I finished work on HMSCalc over the weekend. I need to extensively test it, then create the documentation that goes along with the program. I will then put it up on the Rimrock Software web site, which means I have to get that site started up again.


    Besides the program, I got a lot of stuff done over the weekend. All small stuff - filling potholes, washing vehicles, ordering car parts, and fixing a bent part on my snow plow. Lots more to do, though.


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    GWB Quotes:

    Friday, 6 April 2007

    I got the Copy function working in my HMSCalc program. I had copied the original line of code from a Mono forum entry, and I tried all kinds of things when the code did not work. I finally found some documentation on the Mono Gtk Clipboard class and read it. You don't have to use the system clipboard, you can actually define your own clipboard and use it. If you want to use the system clipboard, you pass the 'CLIPBOARD' name to the function. The code I lifted was passing the name 'CLIPDOARD'.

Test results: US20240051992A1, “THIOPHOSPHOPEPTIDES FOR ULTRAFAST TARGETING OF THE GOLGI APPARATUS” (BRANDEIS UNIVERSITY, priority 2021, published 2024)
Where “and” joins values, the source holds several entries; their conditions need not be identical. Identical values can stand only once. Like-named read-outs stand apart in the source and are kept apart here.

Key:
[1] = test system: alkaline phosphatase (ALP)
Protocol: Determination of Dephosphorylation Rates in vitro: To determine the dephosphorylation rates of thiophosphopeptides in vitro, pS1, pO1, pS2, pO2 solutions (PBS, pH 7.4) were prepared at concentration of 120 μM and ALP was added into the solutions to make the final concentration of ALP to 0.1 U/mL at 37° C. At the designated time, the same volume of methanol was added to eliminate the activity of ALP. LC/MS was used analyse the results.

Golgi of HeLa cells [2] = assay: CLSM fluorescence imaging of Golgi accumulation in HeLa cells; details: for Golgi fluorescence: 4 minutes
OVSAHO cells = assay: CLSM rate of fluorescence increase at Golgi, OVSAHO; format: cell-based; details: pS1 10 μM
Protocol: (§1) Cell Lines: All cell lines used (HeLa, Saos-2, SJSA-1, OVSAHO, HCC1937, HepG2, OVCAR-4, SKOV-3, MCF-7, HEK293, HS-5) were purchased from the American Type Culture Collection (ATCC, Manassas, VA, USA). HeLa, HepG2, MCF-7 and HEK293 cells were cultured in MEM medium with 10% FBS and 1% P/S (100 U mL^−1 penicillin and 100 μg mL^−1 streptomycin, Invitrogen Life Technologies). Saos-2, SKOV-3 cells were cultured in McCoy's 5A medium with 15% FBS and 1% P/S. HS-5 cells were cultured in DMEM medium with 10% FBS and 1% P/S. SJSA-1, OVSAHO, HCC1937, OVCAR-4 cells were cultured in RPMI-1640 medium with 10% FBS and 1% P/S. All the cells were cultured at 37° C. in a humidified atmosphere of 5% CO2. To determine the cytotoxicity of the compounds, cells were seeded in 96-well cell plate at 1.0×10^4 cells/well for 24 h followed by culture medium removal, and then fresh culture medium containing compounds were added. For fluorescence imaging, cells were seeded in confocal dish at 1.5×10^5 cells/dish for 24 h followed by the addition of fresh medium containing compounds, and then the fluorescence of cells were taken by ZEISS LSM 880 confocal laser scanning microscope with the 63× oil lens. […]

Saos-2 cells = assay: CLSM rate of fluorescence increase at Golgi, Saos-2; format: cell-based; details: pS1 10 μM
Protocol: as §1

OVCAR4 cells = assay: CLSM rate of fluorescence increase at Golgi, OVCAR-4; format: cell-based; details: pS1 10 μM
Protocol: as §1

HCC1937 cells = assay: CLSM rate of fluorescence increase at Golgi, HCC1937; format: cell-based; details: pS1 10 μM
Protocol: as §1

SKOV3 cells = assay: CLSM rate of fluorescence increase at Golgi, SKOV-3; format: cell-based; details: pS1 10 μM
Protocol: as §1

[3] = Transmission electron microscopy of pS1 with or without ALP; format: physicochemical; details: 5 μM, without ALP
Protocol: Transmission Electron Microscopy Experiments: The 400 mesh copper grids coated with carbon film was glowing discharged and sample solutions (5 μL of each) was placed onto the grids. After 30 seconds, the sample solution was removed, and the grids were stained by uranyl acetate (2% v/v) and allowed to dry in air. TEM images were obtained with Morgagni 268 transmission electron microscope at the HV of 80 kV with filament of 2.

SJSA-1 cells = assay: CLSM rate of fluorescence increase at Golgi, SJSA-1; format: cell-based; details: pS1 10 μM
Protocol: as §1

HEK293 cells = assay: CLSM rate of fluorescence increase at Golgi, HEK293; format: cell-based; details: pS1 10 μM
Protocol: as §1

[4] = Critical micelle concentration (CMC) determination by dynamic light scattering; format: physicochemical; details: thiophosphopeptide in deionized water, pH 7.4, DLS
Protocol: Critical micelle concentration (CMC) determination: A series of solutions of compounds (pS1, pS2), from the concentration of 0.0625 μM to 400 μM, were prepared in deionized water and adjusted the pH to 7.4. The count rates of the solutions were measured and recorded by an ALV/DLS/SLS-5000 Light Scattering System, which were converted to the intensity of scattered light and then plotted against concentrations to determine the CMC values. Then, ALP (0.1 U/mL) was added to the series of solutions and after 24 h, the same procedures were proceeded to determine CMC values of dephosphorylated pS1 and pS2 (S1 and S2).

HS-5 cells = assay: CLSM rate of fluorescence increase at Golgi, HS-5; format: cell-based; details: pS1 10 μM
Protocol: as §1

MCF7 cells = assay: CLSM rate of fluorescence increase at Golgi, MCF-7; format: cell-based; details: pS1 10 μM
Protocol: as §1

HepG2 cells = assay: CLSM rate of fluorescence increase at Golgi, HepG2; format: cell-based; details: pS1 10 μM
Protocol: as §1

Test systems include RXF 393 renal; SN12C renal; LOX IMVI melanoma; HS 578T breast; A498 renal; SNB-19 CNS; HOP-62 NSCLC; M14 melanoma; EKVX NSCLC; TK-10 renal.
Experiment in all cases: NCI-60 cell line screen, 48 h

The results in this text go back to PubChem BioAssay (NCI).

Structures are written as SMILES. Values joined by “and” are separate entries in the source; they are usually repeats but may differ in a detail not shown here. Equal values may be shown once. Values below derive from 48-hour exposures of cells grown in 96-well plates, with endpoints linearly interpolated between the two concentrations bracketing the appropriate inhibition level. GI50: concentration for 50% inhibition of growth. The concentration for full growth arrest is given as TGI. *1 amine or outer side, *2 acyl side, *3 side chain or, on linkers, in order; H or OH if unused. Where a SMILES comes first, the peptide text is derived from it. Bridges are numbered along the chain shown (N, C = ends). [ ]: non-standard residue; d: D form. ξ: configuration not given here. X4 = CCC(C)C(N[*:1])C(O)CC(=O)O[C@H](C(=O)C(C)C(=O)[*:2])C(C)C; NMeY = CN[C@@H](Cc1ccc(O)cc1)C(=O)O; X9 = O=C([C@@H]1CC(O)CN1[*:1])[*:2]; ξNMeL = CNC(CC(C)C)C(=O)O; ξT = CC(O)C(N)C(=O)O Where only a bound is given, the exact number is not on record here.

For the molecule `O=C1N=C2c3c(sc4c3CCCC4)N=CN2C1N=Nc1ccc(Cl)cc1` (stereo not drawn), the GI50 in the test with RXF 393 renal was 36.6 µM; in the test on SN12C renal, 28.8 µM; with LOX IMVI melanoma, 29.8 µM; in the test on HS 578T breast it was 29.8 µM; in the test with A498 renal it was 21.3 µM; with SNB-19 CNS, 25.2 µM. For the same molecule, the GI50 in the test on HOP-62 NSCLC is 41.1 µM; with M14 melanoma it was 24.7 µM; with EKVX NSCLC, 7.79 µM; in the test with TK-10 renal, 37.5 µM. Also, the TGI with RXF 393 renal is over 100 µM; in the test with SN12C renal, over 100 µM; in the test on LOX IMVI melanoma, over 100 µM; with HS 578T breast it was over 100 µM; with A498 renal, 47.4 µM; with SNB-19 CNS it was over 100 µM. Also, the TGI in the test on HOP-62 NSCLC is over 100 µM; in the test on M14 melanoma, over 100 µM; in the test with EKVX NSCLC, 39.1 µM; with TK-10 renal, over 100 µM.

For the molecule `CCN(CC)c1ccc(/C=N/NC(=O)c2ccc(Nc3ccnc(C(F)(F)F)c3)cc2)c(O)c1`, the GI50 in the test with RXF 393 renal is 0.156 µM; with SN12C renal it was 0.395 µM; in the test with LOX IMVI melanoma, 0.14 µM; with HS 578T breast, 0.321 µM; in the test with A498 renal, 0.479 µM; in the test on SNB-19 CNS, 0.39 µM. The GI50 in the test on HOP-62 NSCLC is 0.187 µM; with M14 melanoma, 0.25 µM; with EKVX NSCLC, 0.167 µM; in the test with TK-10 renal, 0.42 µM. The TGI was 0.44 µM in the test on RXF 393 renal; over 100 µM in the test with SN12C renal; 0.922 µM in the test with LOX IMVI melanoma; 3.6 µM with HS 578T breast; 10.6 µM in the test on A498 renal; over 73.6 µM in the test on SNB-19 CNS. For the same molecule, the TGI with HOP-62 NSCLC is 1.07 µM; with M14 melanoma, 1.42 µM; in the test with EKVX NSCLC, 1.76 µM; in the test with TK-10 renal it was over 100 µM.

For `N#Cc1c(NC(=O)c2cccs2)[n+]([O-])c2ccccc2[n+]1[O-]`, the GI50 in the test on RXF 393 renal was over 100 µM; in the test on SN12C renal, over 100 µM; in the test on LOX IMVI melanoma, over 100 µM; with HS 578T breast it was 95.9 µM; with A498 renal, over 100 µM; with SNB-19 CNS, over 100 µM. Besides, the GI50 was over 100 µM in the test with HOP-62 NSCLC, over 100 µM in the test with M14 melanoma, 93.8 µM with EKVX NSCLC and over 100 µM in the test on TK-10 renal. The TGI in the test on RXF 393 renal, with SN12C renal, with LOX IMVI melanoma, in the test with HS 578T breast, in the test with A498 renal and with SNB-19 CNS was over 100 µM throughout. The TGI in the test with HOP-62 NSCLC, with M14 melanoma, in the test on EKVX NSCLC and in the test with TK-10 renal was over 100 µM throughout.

From extensive testing, I found that the recently implemented change sign function is not always working correctly in HMSCalc. I need to fix that before I can deploy the application.


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    Thursday, 5 April 2007

    I found out that openSUSE has more Java support than Ubuntu. I wrote an app in Java using the AWT Java library. It works fine on openSUSE, but not at all on Ubuntu - the AWT library is missing from that distro.